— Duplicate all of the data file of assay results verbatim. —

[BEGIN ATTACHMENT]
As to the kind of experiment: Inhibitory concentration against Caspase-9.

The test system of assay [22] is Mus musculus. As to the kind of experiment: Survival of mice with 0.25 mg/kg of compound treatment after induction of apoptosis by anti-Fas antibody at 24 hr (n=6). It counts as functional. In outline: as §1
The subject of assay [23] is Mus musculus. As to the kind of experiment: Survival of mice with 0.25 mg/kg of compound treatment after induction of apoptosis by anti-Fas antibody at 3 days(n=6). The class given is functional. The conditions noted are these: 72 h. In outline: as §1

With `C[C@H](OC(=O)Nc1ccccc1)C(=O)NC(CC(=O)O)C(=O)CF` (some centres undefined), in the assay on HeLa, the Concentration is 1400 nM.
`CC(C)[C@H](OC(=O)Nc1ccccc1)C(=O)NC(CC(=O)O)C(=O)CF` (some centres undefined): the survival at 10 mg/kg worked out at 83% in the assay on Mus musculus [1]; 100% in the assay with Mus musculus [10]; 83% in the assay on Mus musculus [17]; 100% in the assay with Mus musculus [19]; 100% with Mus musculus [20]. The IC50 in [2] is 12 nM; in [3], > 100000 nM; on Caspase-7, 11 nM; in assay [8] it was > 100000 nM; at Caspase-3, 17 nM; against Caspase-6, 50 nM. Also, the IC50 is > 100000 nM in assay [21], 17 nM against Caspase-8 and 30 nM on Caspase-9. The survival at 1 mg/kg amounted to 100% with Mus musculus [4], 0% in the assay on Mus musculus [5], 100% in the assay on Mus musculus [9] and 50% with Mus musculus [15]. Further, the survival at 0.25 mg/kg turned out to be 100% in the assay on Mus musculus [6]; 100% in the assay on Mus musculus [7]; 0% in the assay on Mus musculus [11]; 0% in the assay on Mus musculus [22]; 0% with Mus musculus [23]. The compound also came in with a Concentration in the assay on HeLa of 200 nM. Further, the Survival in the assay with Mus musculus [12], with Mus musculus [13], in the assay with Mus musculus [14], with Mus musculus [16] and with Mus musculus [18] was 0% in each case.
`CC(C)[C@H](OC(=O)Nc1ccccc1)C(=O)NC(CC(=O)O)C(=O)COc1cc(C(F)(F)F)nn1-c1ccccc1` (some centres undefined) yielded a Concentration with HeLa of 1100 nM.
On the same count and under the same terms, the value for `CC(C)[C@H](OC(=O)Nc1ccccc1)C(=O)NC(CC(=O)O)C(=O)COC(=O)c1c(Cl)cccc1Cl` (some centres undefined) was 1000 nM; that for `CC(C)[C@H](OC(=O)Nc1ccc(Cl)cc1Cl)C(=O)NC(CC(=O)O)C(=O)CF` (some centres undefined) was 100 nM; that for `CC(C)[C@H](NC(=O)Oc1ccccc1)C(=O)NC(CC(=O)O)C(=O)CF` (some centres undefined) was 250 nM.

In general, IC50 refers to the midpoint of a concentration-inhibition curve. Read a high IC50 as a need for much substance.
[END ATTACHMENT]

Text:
As to the kind of experiment: Inhibitory concentration against Caspase-9.

The test system of assay [22] is Mus musculus. As to the kind of experiment: Survival of mice with 0.25 mg/kg of compound treatment after induction of apoptosis by anti-Fas antibody at 24 hr (n=6). It counts as functional. In outline: as §1
The subject of assay [23] is Mus musculus. As to the kind of experiment: Survival of mice with 0.25 mg/kg of compound treatment after induction of apoptosis by anti-Fas antibody at 3 days(n=6). The class given is functional. The conditions noted are these: 72 h. In outline: as §1

With `C[C@H](OC(=O)Nc1ccccc1)C(=O)NC(CC(=O)O)C(=O)CF` (some centres undefined), in the assay on HeLa, the Concentration is 1400 nM.
`CC(C)[C@H](OC(=O)Nc1ccccc1)C(=O)NC(CC(=O)O)C(=O)CF` (some centres undefined): the survival at 10 mg/kg worked out at 83% in the assay on Mus musculus [1]; 100% in the assay with Mus musculus [10]; 83% in the assay on Mus musculus [17]; 100% in the assay with Mus musculus [19]; 100% with Mus musculus [20]. The IC50 in [2] is 12 nM; in [3], > 100000 nM; on Caspase-7, 11 nM; in assay [8] it was > 100000 nM; at Caspase-3, 17 nM; against Caspase-6, 50 nM. Also, the IC50 is > 100000 nM in assay [21], 17 nM against Caspase-8 and 30 nM on Caspase-9. The survival at 1 mg/kg amounted to 100% with Mus musculus [4], 0% in the assay on Mus musculus [5], 100% in the assay on Mus musculus [9] and 50% with Mus musculus [15]. Further, the survival at 0.25 mg/kg turned out to be 100% in the assay on Mus musculus [6]; 100% in the assay on Mus musculus [7]; 0% in the assay on Mus musculus [11]; 0% in the assay on Mus musculus [22]; 0% with Mus musculus [23]. The compound also came in with a Concentration in the assay on HeLa of 200 nM. Further, the Survival in the assay with Mus musculus [12], with Mus musculus [13], in the assay with Mus musculus [14], with Mus musculus [16] and with Mus musculus [18] was 0% in each case.
`CC(C)[C@H](OC(=O)Nc1ccccc1)C(=O)NC(CC(=O)O)C(=O)COc1cc(C(F)(F)F)nn1-c1ccccc1` (some centres undefined) yielded a Concentration with HeLa of 1100 nM.
On the same count and under the same terms, the value for `CC(C)[C@H](OC(=O)Nc1ccccc1)C(=O)NC(CC(=O)O)C(=O)COC(=O)c1c(Cl)cccc1Cl` (some centres undefined) was 1000 nM; that for `CC(C)[C@H](OC(=O)Nc1ccc(Cl)cc1Cl)C(=O)NC(CC(=O)O)C(=O)CF` (some centres undefined) was 100 nM; that for `CC(C)[C@H](NC(=O)Oc1ccccc1)C(=O)NC(CC(=O)O)C(=O)CF` (some centres undefined) was 250 nM.

In general, IC50 refers to the midpoint of a concentration-inhibition curve. Read a high IC50 as a need for much substance.